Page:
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    Vol. 14  No. 83
Monday October 19, 2015

India At Home Drives Growth

India At Home Drives Growth

Blame India’s tech-savvy Prime Minister for the e-tail boom, but Narendra Modi’s push for smart cities and his love for social media have encouraged mouse-chasing Indians to go clickety-click from the confines of their homes.
     The result? Domestic cargo has been experiencing growth and even low-cost carriers, with their constraints of quick turnaround times at airports, are going all out to get express cargo packages.

Double Digit Growth

     Figures from the Directorate General of Civil Aviation point out that the country’s domestic cargo has seen a whopping double-digit growth in the last 16 months – though the highest figures have been recorded at the metro airports of Delhi, Mumbai, Bengaluru, and Hyderabad.
     The latest to start serious air cargo services in the country is low-cost carrier SpiceJet. After going through a near-death scenario at the end of last year when the carrier saw its initial promoter, Ajay Singh, (in photo below) coming back to take over the reins and revive the company, SpiceJet is keen to embrace cargo to boost its revenues.

Losing Its Shirt

     Incidentally, SpiceJet has huge accumulated losses of $477 million as of June 30, 2015, against shareholders funds (including advances towards subscription securities) of just $182 million.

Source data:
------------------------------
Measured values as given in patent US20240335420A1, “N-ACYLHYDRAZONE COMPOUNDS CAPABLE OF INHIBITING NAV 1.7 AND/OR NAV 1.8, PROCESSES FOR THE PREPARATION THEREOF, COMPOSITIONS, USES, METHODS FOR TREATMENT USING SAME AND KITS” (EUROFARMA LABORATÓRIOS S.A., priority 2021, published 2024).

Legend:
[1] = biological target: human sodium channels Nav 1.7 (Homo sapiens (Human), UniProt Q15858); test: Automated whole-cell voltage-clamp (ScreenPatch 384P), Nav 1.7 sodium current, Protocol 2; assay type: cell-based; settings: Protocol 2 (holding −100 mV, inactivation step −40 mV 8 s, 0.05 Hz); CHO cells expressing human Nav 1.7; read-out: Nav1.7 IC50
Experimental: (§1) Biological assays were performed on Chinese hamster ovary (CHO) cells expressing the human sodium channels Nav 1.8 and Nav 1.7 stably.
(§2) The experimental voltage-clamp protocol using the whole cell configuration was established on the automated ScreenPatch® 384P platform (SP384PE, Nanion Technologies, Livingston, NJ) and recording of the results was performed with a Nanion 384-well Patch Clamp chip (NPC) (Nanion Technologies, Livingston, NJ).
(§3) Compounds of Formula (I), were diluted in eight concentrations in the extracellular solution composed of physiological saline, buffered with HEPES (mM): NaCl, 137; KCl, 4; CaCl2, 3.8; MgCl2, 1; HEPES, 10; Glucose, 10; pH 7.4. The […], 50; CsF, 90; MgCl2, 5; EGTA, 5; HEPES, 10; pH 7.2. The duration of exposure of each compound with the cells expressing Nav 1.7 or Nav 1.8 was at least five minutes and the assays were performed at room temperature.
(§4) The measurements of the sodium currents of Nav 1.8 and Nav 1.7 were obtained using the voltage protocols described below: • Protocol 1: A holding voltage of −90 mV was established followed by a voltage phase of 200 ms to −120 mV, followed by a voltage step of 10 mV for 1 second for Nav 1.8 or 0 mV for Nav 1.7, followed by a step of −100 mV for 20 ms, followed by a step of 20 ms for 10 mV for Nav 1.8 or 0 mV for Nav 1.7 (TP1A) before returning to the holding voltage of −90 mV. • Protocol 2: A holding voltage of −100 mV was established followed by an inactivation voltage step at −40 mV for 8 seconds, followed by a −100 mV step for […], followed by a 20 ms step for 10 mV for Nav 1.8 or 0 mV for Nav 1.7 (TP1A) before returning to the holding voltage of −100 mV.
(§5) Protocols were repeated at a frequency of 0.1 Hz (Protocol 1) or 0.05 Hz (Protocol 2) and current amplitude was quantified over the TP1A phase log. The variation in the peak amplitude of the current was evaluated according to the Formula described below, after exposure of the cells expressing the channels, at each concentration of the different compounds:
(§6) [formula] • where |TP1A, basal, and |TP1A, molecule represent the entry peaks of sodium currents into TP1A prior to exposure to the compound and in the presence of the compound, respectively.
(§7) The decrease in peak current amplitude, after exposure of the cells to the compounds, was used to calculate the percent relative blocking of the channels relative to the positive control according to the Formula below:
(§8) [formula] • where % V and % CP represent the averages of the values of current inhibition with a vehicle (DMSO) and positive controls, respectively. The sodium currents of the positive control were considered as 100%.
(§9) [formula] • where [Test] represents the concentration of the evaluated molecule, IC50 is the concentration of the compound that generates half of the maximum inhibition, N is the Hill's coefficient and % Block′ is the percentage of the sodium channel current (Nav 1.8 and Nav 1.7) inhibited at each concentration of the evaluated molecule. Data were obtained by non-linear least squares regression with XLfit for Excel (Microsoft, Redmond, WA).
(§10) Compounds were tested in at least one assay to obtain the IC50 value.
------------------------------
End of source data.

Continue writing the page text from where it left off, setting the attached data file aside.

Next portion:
Today, the company’s total liabilities exceed its total assets by $17.50 million. Also, according to the Centre for Asia Pacific Aviation (CAPA), the carrier needed “critical” investment of $200 million for a turnaround.
     Hence, all the more reason to look for a source of revenue.
     SpiceJet sources pointed out that in August 2015, the carrier earned a little over a million U.S. dollars from cargo and though figures were yet to come in at the point of filing this report, September would see the earnings shoot up to $4.5 million in October, which is in the midst of the festive season in the country.
     For the moment, revenues from cargo operations total 3-4 percent of the airline’s passenger revenue.
Singh said that if the air cargo services take off, the revenues would go up to 10 percent of the passenger revenue by the end of the current fiscal year.

Lots of Ideas

     SpiceJet Chief Operating Officer Sanjiv Kapoor was quoted saying that the cargo operation move was still in a planning stage and that “a lot of ideas are being considered.”
     Meanwhile, the carrier has been working to boost its back-office: it has organized a team that will be solely responsible for cargo.
     On the other hand, it has subscribed to SmartKargo, the cloud-based cargo IT solution, and has also started consultations with cargo agents to improve its services, including delivery.
     The carrier has also constituted a ‘crack team’ under Singh to oversee its cargo operations and target customers and e-commerce companies.